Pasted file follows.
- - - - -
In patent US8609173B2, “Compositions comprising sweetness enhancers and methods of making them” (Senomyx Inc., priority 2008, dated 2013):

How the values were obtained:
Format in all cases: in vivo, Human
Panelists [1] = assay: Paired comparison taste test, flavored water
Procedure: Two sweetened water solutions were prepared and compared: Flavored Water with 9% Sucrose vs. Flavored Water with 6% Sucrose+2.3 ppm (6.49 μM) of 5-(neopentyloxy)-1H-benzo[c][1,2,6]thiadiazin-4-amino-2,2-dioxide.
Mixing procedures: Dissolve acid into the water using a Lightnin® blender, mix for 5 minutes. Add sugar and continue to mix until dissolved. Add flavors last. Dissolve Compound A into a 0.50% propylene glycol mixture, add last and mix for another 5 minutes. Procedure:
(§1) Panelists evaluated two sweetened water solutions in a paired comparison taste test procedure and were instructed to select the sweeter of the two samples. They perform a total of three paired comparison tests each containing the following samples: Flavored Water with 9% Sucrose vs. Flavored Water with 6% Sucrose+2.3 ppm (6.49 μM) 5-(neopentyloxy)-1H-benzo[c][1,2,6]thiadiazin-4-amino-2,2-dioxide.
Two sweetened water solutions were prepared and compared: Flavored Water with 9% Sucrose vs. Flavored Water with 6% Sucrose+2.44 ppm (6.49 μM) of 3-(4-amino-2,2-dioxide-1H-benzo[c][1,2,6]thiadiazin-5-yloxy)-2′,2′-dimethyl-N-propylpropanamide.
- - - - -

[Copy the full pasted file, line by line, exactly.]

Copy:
In patent US8609173B2, “Compositions comprising sweetness enhancers and methods of making them” (Senomyx Inc., priority 2008, dated 2013):

How the values were obtained:
Format in all cases: in vivo, Human
Panelists [1] = assay: Paired comparison taste test, flavored water
Procedure: Two sweetened water solutions were prepared and compared: Flavored Water with 9% Sucrose vs. Flavored Water with 6% Sucrose+2.3 ppm (6.49 μM) of 5-(neopentyloxy)-1H-benzo[c][1,2,6]thiadiazin-4-amino-2,2-dioxide.
Mixing procedures: Dissolve acid into the water using a Lightnin® blender, mix for 5 minutes. Add sugar and continue to mix until dissolved. Add flavors last. Dissolve Compound A into a 0.50% propylene glycol mixture, add last and mix for another 5 minutes. Procedure:
(§1) Panelists evaluated two sweetened water solutions in a paired comparison taste test procedure and were instructed to select the sweeter of the two samples. They perform a total of three paired comparison tests each containing the following samples: Flavored Water with 9% Sucrose vs. Flavored Water with 6% Sucrose+2.3 ppm (6.49 μM) 5-(neopentyloxy)-1H-benzo[c][1,2,6]thiadiazin-4-amino-2,2-dioxide.
Two sweetened water solutions were prepared and compared: Flavored Water with 9% Sucrose vs. Flavored Water with 6% Sucrose+2.44 ppm (6.49 μM) of 3-(4-amino-2,2-dioxide-1H-benzo[c][1,2,6]thiadiazin-5-yloxy)-2′,2′-dimethyl-N-propylpropanamide.